7

See i.e.: How to set up CNAME to point to Azure

or the text within the azure portal:

Manage custom domains text

Why is this necessary in the first place? Why does pointing the domain name through an A record not prove that I am the owner of the domain?

I mean.. how can you otherwise change a DNS record in the first place?

What abuse does this rule prevent?

  • Care to explain the down vote so I can update my question? – Dirk Boer Sep 3 '15 at 10:24
  • You're asking random strangers on the internet to explain a company's policy. It would make much more sense to ask that company. – Jenny D says Reinstate Monica Sep 4 '15 at 4:30
  • I'm pretty sure that there is actually a technical reason for this. People that know a lot about DNS and cloud might know the reason why - giving me and others a lot better understanding about these systems and there limitations. Besides that the Azure is actually referring to StackOverflow for questions, so in theory I am asking them. – Dirk Boer Sep 4 '15 at 6:47
  • I am aware that they are referring people here. I am not aware of the people volunteering their help here being employed by Azure. We are smart and helpful, but we are not them. – Jenny D says Reinstate Monica Sep 4 '15 at 10:44
  • However, my guess as to why they're choosing this is that they've made a design decision when they built their verification system that said system will look for a CNAME and not an A record. Why they made that decision is something only they can answer. – Jenny D says Reinstate Monica Sep 4 '15 at 10:46
6

If you have control of a DNS lookup for a computer, or are able to inject a host record, then you could spoof an A record for that machine and point it to an Azure website (there's actually nothing to stop you doing that for a VM though)

By making you create a cname record, and independently verifying it (via their internal / public DNS system), it means that you do have control over the domain, and you're not spoofing somebody else's domain.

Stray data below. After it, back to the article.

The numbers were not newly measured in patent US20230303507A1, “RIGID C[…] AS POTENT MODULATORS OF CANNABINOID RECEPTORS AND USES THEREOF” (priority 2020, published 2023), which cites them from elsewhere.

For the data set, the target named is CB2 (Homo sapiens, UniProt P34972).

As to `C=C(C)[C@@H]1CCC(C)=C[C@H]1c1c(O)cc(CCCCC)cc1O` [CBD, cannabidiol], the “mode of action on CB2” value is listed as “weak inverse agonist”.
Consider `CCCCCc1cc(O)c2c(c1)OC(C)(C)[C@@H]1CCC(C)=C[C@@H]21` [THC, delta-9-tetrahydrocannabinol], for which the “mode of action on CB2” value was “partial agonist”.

• Why was this answer accepted when it's imprecise, it does say very little and there are lots of better (and more upvoted) ones? – Massimo Nov 23 '15 at 15:31
  • @Massimo there appear to be equally upvoted answers! and feel free to edit it if you think it is 'imprecise' or contribute a correct answer. Personally I felt the other answers didn't answer the question about why a cname is used, so I contributed an answer that explained the reason. At the time of writing there was a single answer that was incorrect. – Michael B Nov 23 '15 at 17:57
  • The question was about why a CNAME is used instead of other record types, not the basic topic of "you need to make changes to DNS in order to prove domain ownership"; the correct answer is "because Azure websites have dynamic IP addressing and so you refer to them by their public names". Additionally, your point about spoofing doesn't really mean anything here... – Massimo Nov 23 '15 at 18:08
  • @Massimo according to Azure Documentation "Azure also assigns a virtual IP address" and "For web apps, you’ll create either an A record or a CNAME record." also "The IP address may change if you delete and recreate your web app, or change the web app mode back to free" - The question asked 'why is this necessary / what abuse does it stop" which is the question I answered. and the awverify record has nothing to do with connecting to the website - it is to verify (the hint is in the name) – Michael B Nov 23 '15 at 20:58
2

In order to prove control of the domain, you need to put some information in a DNS record on the domain, which will identify your Azure account.